Whether you choose to mentor other instructors, or to be mentored yourself, you stand to learn a wealth of career-enhancing lessons.
There are many great ways to develop yourself as an instructor, but one surefire tactic is to be a mentor, be mentored, or both. Whichever you opt for, and for whatever reason, you’ll learn many lessons that will evolve you both professionally and personally.
The term ‘mentor’ often conjures up the image of an older, wiser and more experienced ‘Master’ passing on their wisdom to a young, energetic and sometimes naïve student. What this common misconception doesn’t acknowledge, is the ability of the student to mentor the master in this process.
Instructing is certainly about learning skills such as choreography, cueing, creating an atmosphere and choosing appropriate music, but it’s also about connecting with who you are as a person, becoming aware of your blind spots, making the most of your strengths and embracing those traits you label as weaknesses.
In my experience, mentoring facilitates the transfer of these skills in a safe and supportive environment, but more importantly ignites a relationship that will bring awareness to – and enable you to capitalise on – previously hidden strengths. The process can be as challenging as it is rewarding, but if you have the courage to proceed it can bring incredible growth and opportunity.
Mentoring evolves our industry
Aside from the personal benefits, mentoring benefits the industry as a whole. Just think about it, the skills learned (as well as the outfits worn) by instructors back in the 80’s and 90’s are very different to those taught in today’s certifications. Fitness culture has changed from having a heavy choreography, music-based focus to a split focus of multiple training styles including HIIT, CrossFit, dance fitness, yoga, Pilates, strength and conditioning. You name it, you can get it somewhere in a group fitness class.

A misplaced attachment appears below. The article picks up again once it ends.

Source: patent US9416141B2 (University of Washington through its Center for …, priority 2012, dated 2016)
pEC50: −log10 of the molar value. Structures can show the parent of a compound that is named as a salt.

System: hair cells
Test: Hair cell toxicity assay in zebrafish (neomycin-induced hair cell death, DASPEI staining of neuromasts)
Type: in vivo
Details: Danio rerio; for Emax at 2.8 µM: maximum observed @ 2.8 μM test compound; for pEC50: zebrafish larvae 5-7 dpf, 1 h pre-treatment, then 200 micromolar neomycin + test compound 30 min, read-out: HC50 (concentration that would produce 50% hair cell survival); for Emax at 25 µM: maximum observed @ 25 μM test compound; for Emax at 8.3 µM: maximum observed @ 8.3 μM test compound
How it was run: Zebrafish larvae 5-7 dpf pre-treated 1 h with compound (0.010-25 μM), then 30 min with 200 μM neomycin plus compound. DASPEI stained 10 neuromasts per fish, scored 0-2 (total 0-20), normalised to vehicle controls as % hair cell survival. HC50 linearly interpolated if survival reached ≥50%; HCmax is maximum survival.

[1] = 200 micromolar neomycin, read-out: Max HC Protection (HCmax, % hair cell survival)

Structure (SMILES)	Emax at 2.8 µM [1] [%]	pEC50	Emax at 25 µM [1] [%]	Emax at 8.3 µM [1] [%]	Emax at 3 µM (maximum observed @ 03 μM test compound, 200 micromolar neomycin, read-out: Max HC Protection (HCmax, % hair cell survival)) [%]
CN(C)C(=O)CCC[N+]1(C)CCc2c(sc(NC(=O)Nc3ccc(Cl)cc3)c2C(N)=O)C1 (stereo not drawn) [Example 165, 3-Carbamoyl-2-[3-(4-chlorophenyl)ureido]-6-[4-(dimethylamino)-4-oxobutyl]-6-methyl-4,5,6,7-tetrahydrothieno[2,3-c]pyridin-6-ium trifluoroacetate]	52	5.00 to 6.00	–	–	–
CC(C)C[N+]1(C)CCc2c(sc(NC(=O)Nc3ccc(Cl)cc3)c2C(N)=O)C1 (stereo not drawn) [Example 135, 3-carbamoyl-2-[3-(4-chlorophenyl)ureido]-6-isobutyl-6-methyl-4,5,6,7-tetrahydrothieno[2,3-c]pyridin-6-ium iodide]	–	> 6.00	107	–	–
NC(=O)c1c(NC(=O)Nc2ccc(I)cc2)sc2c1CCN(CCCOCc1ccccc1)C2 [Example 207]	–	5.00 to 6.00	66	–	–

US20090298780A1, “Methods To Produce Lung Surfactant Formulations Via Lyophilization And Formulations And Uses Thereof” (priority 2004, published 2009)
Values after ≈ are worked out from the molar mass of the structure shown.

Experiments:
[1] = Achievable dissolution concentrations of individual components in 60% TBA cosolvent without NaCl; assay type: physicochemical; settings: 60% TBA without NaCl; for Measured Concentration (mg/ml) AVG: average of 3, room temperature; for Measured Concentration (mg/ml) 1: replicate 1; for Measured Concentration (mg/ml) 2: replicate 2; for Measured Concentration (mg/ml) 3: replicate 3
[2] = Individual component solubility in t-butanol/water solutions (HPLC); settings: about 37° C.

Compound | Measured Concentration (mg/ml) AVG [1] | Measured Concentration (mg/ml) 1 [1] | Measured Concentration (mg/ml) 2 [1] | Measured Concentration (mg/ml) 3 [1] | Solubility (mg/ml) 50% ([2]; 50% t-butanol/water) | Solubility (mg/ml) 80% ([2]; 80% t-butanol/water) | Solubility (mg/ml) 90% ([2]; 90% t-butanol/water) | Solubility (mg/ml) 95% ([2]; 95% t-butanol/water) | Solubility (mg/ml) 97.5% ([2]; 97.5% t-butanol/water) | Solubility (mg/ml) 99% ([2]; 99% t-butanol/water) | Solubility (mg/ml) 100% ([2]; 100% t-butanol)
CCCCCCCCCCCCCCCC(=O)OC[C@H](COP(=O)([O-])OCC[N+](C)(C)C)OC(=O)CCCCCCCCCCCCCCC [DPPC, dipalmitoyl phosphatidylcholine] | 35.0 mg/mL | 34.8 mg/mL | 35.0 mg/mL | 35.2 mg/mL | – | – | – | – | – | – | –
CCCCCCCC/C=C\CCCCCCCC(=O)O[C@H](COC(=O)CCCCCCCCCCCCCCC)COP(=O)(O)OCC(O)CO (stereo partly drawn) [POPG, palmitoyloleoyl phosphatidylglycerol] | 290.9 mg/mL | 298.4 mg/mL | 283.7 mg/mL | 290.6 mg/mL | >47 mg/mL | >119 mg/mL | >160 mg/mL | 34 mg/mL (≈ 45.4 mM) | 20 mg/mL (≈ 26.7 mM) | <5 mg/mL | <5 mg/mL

The skills required of an instructor today, therefore, are incredibly varied, but in having such a broad focus one can miss out on perfecting, or even understanding, some of the basic foundational skills that older instructors trained in previous decades do as second nature. And on the flipside, these more experienced instructors can have a challenging time getting across the new disciplines and developing the skills required to keep them up-to-date.
As instructing is generally not a career one can do forever, due to its physical demands, as instructors retire and move on, the industry is at risk of losing years of knowledge and experience unless it is shared along the way. Mentoring allows this transfer of knowledge back and forth across the generations, enriching the quality and credibility of the industry as a whole.
So, now you’re realising the value of this mentoring business, how can you get involved?
Some fitness businesses have formalised mentoring programs in which you must apply to be a mentor or a mentee and follow the structure provided. However, mentoring may also be informal, and there is usually no reason why you can’t be a mentor or be mentored outside of a formal program.
Often, as the ‘face of fitness’ in the studio, members will approach you for advice on how to become an instructor, or you yourself might be interested in learning a new program or style taught by a colleague. Mentoring can start here, with advice about the right training and qualifications – though as you will be aware, trainings are just the beginning when it comes to starting an instructing career or upskilling into new programs.